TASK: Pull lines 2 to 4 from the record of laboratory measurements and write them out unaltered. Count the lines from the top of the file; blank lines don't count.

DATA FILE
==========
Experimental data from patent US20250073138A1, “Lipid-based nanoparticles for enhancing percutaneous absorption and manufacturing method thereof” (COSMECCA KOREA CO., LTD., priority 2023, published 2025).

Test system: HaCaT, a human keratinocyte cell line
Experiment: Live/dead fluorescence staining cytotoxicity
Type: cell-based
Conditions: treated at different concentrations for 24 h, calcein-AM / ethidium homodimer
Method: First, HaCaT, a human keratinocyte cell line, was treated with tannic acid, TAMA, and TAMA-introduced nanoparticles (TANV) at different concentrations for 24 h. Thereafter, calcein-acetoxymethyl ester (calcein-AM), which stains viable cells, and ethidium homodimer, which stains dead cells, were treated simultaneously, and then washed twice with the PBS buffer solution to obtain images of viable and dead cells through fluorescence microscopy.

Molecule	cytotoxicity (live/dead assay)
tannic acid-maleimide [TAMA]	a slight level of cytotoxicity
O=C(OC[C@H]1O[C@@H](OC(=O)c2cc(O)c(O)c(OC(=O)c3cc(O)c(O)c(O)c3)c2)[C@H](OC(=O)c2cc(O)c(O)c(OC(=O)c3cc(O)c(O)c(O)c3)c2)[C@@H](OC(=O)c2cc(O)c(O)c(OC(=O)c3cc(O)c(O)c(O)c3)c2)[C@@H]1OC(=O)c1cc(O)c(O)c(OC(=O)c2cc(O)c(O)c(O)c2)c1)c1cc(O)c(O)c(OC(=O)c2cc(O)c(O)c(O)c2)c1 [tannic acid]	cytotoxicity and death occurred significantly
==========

Test system: HaCaT, a human keratinocyte cell line
Experiment: Live/dead fluorescence staining cytotoxicity
Type: cell-based